We talk with Whitworth professor Kari Nixon about COVID-19, what health officials have done well and how to accept that we can't control everything

Dr. Kari Nixon's areas of expertise — medical humanities and contagious diseases — have suddenly become very relevant as the world watches the coronavirus circle the globe. Her first book, titled Kept from All Contagion: Germ Theory, Disease, and the Dilemma of Human Contact, is due out this spring. And last week, she published an opinion piece on CNN's website in which she argues that the way we discuss the coronavirus can actually impact the way it spreads.

Our interview with Nixon has been lightly edited for space and clarity.

INLANDER: As you've watched the coronavirus outbreak unfold in America, what has surprised you?

NIXON: My first gut instinct was to say nothing. ... [But] I can tend to be a little bit pessimistic about people's ability to take themselves out of the moment of crisis and rise above it and think beyond their individual needs and concerns. And I think in an individualistic society like America, that is how we tend to think — we will watch out for No. 1 — and I have been pretty impressed by the way the journalists I've worked with at every level have been really ethically committed to promoting non-hysteria-inducing, rational, even-handed pieces. And I've seen people on Twitter and social media instantly calling out and recognizing the xenophobia that came along with the initial outbreak.

In your view, what have officials done well?

I've seen people, including the CDC, put out things about how to handle anxiety about the coronavirus. And to me that shows a really progressive-minded care for holistic health. That goes back to what I think about the world from the book I wrote — that when we're only trying to preserve, say, a beating heart, we may be overlooking the other aspects of a lived life that make life meaningful, such as relationships and community fulfillment. And so to see health organizations taking care of that part of society was really meaningful to me.

You've suggested in your work that the way we talk about infectious diseases is important. Why is that? How does this kind of so-called "outbreak narrative" come to bear on the real world?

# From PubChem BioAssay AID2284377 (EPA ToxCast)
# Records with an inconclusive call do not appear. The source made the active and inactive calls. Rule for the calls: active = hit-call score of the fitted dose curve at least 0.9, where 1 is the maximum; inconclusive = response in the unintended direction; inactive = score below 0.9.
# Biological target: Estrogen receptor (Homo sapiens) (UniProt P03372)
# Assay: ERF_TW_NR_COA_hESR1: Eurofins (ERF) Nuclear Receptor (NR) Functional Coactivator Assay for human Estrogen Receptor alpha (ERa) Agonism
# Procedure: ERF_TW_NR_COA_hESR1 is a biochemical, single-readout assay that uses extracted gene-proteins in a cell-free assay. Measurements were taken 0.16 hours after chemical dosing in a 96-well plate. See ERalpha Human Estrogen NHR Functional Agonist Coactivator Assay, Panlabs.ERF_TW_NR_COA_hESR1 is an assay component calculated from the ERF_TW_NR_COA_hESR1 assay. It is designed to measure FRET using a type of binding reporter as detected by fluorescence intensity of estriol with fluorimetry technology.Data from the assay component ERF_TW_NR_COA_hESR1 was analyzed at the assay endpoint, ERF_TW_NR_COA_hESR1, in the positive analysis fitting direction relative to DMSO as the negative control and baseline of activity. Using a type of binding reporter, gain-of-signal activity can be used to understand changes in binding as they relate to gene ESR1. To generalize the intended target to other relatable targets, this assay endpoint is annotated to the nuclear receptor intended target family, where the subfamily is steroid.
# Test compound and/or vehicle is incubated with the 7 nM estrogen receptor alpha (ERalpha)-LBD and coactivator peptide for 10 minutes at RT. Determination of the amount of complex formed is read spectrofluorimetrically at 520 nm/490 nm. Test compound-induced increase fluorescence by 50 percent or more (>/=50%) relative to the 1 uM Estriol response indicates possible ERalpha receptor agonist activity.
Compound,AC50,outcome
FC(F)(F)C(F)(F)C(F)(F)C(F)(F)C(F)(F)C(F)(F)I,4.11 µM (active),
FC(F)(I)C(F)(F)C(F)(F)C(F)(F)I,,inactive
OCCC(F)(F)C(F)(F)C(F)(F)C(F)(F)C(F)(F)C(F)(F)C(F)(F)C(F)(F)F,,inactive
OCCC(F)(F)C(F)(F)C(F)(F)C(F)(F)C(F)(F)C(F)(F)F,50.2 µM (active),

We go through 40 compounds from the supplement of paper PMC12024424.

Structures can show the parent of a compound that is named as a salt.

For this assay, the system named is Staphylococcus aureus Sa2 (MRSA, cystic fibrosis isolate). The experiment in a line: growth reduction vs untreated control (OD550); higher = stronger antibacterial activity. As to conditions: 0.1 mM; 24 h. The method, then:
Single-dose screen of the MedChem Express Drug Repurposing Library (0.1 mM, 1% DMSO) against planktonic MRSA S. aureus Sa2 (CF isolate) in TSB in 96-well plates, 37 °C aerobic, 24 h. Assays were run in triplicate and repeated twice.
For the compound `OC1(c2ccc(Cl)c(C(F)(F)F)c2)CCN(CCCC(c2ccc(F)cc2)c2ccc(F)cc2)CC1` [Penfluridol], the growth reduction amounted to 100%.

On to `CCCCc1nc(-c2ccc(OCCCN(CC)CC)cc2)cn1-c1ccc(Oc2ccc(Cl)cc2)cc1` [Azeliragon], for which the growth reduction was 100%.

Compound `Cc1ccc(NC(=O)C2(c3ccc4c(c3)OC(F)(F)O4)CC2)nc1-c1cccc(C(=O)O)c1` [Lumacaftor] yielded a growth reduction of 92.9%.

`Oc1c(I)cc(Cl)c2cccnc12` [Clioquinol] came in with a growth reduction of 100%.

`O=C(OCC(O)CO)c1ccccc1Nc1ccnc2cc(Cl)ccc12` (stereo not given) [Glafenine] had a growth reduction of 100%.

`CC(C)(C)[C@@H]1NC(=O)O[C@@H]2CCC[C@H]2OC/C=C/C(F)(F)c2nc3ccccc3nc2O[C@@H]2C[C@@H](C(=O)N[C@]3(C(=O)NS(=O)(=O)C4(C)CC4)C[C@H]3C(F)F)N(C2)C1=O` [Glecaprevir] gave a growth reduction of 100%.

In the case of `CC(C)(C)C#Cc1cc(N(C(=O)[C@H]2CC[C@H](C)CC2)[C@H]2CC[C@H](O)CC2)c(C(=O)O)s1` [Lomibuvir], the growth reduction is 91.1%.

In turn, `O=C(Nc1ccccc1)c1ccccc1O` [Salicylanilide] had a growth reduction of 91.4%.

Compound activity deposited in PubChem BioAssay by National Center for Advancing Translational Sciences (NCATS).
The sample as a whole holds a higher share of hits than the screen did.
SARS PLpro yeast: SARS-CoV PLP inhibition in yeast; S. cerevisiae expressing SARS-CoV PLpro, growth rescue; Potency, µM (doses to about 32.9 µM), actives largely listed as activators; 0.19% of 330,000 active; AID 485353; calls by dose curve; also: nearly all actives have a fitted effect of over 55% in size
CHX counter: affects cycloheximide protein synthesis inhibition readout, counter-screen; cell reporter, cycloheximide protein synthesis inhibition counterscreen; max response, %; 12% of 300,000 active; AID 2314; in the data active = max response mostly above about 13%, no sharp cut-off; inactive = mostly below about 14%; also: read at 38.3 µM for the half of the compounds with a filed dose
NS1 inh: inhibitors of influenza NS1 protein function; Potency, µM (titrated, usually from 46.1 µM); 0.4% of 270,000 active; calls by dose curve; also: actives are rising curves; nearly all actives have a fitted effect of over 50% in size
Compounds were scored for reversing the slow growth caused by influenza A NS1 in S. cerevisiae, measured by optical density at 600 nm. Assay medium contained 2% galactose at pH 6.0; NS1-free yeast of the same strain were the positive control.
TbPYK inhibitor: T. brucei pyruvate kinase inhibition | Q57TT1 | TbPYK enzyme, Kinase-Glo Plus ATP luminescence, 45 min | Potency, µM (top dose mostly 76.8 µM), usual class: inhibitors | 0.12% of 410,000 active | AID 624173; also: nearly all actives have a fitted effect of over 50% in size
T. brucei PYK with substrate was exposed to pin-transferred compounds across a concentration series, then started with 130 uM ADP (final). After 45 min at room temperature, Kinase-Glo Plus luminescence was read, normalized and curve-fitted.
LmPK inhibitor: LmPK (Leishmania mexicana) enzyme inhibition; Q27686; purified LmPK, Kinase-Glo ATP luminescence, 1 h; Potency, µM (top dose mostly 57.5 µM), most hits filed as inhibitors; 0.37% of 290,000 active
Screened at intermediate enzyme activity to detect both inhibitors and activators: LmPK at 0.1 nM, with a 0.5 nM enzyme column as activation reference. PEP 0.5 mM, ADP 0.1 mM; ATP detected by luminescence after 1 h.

In my CNN piece, I quoted Priscilla Wald, who's written a whole book about the fact that we pretty much always say that diseases come from Asia and Africa as their origin point. And she again doesn't say necessarily that the science is incorrect or correct. She just says, "I don't know. We might want to examine the fact that it's a little convenient that that's always what our science finds."

And what I've talked about in my piece was something I am starting to call "social spillover," which is when we believe that a disease is going to stay in this other community, and that it's not a danger to us, and that that, in fact, lets the disease grow and fester and spread in one reservoir and then be able to spill over into the very populations that were thinking it couldn't affect them. The most famous modern example of that would have been HIV. The more people initially thought, "Well, this is a disease of homosexuality," the more it was able to in fact spread among heterosexuals.

You've suggested that people shouldn't freak out or put their heads in the sand when it comes to coronavirus. In your view, what's a healthy way to look at a threat like this?

Yeah, I had to address this in my book because, you know, when I'm saying something like a life lived without risk isn't any kind of life, the knee-jerk reaction of readers was going to be like, "Well, but I don't want tuberculosis." And so what I say in my intro, and I feel the exact same way about coronavirus is: Of course, this doesn't mean that you're going to try to go get any pathogen. ... But instead to be aware that we do live with risk, every day, no matter what. We just like to pretend we don't.

The way I talk to my students about it is every day we could die in a car accident. We can't go around thinking like that, or we'd probably just never leave our houses. So we kind of, in order to get by with our daily tasks, ignore the fact that there's risk all around us. And in a paradoxical way, if we could just accept that and accept, in this case, we don't have 100 percent control of what bacteria and viruses get into our bodies 100 percent of the time.

It's actually shown in cognitive behavioral therapy that that's sort of the place you have to get to to let go of any anxiety. Any anxiety is about the belief of control, that by worrying about it or doing something about it, you somehow can control the risks that you perceive will happen. ♦

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About The Author

Jacob H. Fries

Jacob H. Fries is the editor of the Inlander. In that position, he oversees editorial coverage of the paper and occasionally contributes his own writing. Before joining the paper, he wrote for numerous publications, including the Tampa Bay Times, the Boston Globe and the New York Times. He grew up in Spokane Valley...